Again, understand the associated risks you are taking with each and every investment decision you make, whether it’s the strategy or the stock of choice. I’ll be discussing this in greater detail over the coming months with some more advanced topics like beta-weighted portfolios, etc.

Stay tuned!

As always, if you have any questions, please do not hesitate to email me or post a question in the comments section below. And don’t forget to sign up for my Free Newsletter for education, research and trade ideas.

Comments

  • Frank M.

    I have an unusual request: When learning to trade spreads, I was taught to always start with the buy side of the trade then do the sell side. I have seen it done both ways – i.e. start with the sell side first.
    It makes a big difference on just which system you use. I asked a large options service what side they used and believe it or not they declined to answer! I consider it important as it can involve big bucks. Mr Crowder what system do you use?

    I have followed your comments for several months and really enjoy your service. I like your approach using probabilities of success, it beats shooting in the dark.

    • Andy C.

      Frank,

      When trading spreads, I don’t leg in, which is what you are referring to. I sell a credit spread at one time. Because I use highly-liquid underlying ETFs and stocks it is typically not a problem for me to get my price. Now, if I was using something less liquid I might leg-in, but that has the potential to create lots of issues, which is why I rarely, if ever, trade underlying securities that are not highly-liquid. It does limit my universe of choices a bit, but I’m okay with that and see it as an advantage.

  • One thing I’ve really liked about your trading Methodology Andy for the past several years is that you take a slow and steady approach. Being mindful of Capital Allocation and Risk Management, I believe this has proven to be more profitable over time than swinging from the fences “hoping” for a Home Run. Best Wishes,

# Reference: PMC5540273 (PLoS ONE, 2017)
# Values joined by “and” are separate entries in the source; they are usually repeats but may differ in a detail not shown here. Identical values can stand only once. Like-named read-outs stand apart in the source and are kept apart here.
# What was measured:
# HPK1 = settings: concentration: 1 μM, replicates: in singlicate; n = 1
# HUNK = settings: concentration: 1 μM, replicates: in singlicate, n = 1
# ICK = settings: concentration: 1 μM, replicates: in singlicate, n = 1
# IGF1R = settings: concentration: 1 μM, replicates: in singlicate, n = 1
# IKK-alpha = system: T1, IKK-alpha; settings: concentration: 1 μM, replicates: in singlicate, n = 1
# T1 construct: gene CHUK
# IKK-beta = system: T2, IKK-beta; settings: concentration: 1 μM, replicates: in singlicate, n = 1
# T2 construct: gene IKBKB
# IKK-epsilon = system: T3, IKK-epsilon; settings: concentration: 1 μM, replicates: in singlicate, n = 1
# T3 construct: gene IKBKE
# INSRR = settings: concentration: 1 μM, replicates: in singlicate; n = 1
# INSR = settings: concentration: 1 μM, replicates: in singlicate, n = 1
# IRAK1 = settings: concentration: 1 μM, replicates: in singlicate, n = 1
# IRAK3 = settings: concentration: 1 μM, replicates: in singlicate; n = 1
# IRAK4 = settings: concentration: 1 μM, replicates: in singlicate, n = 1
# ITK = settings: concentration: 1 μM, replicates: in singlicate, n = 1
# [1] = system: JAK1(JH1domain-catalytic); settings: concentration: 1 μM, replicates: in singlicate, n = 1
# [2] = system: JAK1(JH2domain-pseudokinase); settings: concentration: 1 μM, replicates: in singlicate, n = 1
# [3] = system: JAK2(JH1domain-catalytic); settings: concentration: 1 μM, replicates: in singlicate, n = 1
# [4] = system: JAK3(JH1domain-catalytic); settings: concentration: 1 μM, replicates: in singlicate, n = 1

Annie

    • Andy C.

      Annie,

      Coming from someone that has been following me for a while, I truly appreciate the comments. Kindest!

  • Jeff P.

    I can double that $250,000, provided I am paid $250,000 to do so. People easily confuse their genius with a bull market.

    • Andy C.

      Jeff,

      Indeed. “People easily confuse their genius with a bull market” Unfortunately, I see more and more of this every day, particularly in this market. It baffles me. Lots of so-called “geniuses” when the market is up 30%, yet they are not even keeping up with the beta (associated risk) of their investment approach/strategy/trades.

  • Rich L.

    It’s been a tough year so far for sure. May I be so bold and ask what your portfolio has been YTD or maybe some realistic portfolio return expectations based on the strategies that you write about ? Thank you

    • Andy C.

      Rich,

      It’s been a tough year for some, depending on the strategy you choose to use. But most of the big losses have come from those using high-beta strategies/trades, etc. Or simply those that take a low-probability approach seeking higher gains with their trades. While I’ve certainly had a few losers, I’ve had far more winners. I think many here can speak to that…and can peruse my trades on here for the results. Again, I mostly take a high-probability approach, I’m never aiming for home runs, simply singles and doubles. Of course, as stated in the article, it depends on the risk-associated with the strategies you use to truly gauge how your portfolio is doing. But you are not going to here me boast about trades here, because I understand that it’s a fool’s game. In many ways, I would prefer to talk about losers because that is where we all learn the most. I hope this helps.

    • Andy C.

      Bob,

      You’re welcome! Glad you found the post helpful. So tired of investors, professionals or otherwise, who only discuss their winners and downplay losers. It’s a joke. Losers will occur, we all know this fact. Transparency is key.

      • Lindsay

        Hi Andy, I look forward to reading your concise yet easy to understand article about beta weighting in the near future. This is one area I need help in to spread my risk more appropriately. Thanks in advance 🙂

        • Andy C.

          Lindsay,

          I hope it will be easy to understand and concise. 🙂 I should have something up on the site within the next few weeks. Stay tuned and thanks for the kind words, it is greatly appreciated!